Costa Rica Cost Of Living Update: Package of 2 Gillette Razors— $4.30
Have you been thinking about writing a novel but never seem to be in the right frame of mind? Look no further; I believe I’ve found the perfect place to get started.
Finca Dos Rios is a lovely, rustic farmhouse located just outside of a small town called Balsar. My friend Anne, the owner, invites us down for a couple of days.
“Jorge, the caretaker, will give you a tour of the property. Are you up for getting on a horse?” The answer is no. I do not want to horseback ride again considering every time I do, I find I’m myself racing up a steep mountain or at the edge of a cliff. I can never seem to find flat ground while riding a horse.
“I’ll pass on that Anne.”
“Ok, but don’t you want to see the ancient sphere?” she asks.
“Wait, you have a sphere on your property?”
“A real one?”
“Yes, but the best way to see it is by horse.”
Oh boy, this is a game changer. Spheres are one of the biggest archeological mysteries in Costa Rica. They date back to at least a thousand years, and no one is certain how they were carved. They’re usually found by workers clearing fields, and now I have a chance to see one not in a museum, but right where it has been sitting for eons. I’ll certainly get on a horse for this.
Anne’s farmhouse is approximately forty-five minutes south of Dominical. We turn left at kilometer marker 196 and drive up a dirt road leading to another dirt road. The more dirt roads you encounter in Costa Rica the better your chances of seeing something really good.
As per Anne’s instructions, we stop by her caretaker’s house. He’s out working on the farm, so his wife calls to let him know we’ve arrived. A few moments later, we hear the clickety-clack of horseshoes against the stones in the road. Two riders approach; Jorge and his five-year-old son. The child’s head is held high; his small hands holding onto the reigns, steering the horse without any trace of fear in his eyes. He’s so little that his legs barely fall past the bottom of the saddle. It makes me feel silly for fearing something this child is confidently managing. I think I just found a way to crack everyone’s phobias: watch a child do the very same thing that they themselves are afraid of.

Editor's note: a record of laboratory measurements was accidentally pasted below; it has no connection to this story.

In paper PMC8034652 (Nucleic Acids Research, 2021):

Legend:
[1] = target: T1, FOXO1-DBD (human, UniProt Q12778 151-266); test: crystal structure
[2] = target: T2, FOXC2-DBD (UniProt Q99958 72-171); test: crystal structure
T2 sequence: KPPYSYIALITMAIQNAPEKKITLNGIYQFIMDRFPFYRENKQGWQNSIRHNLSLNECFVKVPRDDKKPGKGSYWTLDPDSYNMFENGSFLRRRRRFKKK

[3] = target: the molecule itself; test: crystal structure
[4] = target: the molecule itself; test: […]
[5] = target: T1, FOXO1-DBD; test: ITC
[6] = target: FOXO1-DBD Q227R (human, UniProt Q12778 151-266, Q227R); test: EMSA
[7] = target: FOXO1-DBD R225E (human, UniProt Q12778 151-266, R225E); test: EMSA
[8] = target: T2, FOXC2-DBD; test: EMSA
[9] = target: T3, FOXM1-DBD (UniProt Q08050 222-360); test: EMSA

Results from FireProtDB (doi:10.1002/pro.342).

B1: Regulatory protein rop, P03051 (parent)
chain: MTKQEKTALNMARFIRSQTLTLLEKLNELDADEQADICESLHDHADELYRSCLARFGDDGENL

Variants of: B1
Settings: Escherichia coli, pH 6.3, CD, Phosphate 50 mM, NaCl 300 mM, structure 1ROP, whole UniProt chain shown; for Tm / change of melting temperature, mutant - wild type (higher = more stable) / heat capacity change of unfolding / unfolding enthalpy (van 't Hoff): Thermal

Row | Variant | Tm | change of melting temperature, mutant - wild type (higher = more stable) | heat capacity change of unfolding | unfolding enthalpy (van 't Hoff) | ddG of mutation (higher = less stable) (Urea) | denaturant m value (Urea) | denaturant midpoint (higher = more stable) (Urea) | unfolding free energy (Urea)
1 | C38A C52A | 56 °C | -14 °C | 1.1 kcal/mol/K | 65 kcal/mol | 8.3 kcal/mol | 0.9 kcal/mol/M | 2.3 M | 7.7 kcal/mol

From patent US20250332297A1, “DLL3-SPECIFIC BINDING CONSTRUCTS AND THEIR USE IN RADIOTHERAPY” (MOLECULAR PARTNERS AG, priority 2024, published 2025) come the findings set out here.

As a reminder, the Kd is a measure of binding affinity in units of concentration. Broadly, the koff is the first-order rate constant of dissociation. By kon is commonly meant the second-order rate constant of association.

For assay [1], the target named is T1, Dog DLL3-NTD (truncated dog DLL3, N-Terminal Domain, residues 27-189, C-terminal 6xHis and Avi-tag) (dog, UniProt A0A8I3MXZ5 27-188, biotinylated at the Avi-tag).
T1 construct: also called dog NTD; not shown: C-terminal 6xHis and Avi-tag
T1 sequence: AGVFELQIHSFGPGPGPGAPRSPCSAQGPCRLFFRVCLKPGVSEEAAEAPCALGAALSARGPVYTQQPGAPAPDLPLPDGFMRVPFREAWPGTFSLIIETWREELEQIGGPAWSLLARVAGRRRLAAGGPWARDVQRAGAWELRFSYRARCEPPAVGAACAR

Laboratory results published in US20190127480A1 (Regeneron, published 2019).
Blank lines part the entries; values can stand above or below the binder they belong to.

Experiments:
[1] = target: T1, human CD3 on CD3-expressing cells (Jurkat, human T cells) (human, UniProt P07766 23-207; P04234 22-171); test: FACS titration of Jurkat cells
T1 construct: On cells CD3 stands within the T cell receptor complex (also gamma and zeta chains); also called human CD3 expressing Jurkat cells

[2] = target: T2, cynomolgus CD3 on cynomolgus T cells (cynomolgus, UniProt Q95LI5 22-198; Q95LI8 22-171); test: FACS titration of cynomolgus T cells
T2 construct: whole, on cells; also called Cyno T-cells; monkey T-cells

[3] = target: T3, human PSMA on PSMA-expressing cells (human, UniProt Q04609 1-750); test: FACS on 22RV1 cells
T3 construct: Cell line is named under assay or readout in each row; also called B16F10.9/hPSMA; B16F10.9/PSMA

Jorge grabs a key from his wife, instructs us to follow him, and gallops away like the Lone Ranger. He goes so fast, our Mitsubishi can’t keep up and he disappears in a cloud of dust. Eventually, we find him up the road, unlocking a large gate with two metal carvings of cattle welded to it, and follow him as he trots up the driveway. It’s now we realize why Anne wanted us to visit. It’s divine.
As we step out of the car, a flock of parrots pass overhead and land on an adjacent tree. One stretches his wings above us as a holy man would welcoming a group into his fold. It’s as if I’m stepping on sacred land.
These parrots look different from the ones I usually see in Guanacaste. They seem bigger, louder, and more colorful. When one flock flies away, another group lands. There must be hundreds.
Rob collects our bags and carries them inside the house. As Anne suggested, we plan a horseback tour of the property with Jorge. He promises to show us the sphere and gallops back home.
“It’s really hot today,” I say while putting on one of Anne’s cowboy hats.
“She said it’ll cool off tonight,” Rob replies while tying a GoPro camera around his neck.
“Why are you wearing that around your neck?”
“I can get video footage with the GoPro while simultaneously freeing my hands to take pictures. It’s genius.”
Jorge returns to the house with two additional horses. Mine has satiny, brown hair and blue eyes, looking more like a Hollywood horse than a working farm one. Jorge gives me a boost and hands me the reigns. Here I go again on another horseback riding excursion, but at least this time, it’s for fun and not to look at a piece of property that requires my friends boarding a helicopter to visit.
As we enter the woods the air cools ten degrees. Trees surround us, and all the obscure sounds of the forest become more recognizable: birds in the trees, melodic frog calls, and the rustling of a forest floor full of life and decay. The sun manages to peek through branches, piercing the air with golden lightsabers.
“I can’t believe how wonderful this is! Take a picture,” I yell back to Rob, but he is too busy getting smacked in the face with the GoPro. It’s genius: every time he goes over a bump, the GoPro socks him in the nose. He attempts to let go of the reigns to take a picture but almost falls off the horse. I swiftly turn back around and pray that I won’t need to use my YouTube medical degree today.
We stop by a river and Jorge explains how white-faced monkeys occasionally stop here for a drink before darting back up into the trees. They never stay on the ground long, always fearing predators, namely caiman. There are no white-faced monkeys here today, but I bet they’re watching from overhead. This forest is full of peeping Toms.
The three of us trot toward a herd of cattle that barely acknowledge our existence. One mother has a suckling baby and refuses to budge. The horses don’t seem to care and push straight past them. My leg brushes up against the baby calf who glances upwards, batting her eyelashes at me as if on a casting call. It’s amazing what you notice on a trail ride when you aren’t having a panic attack.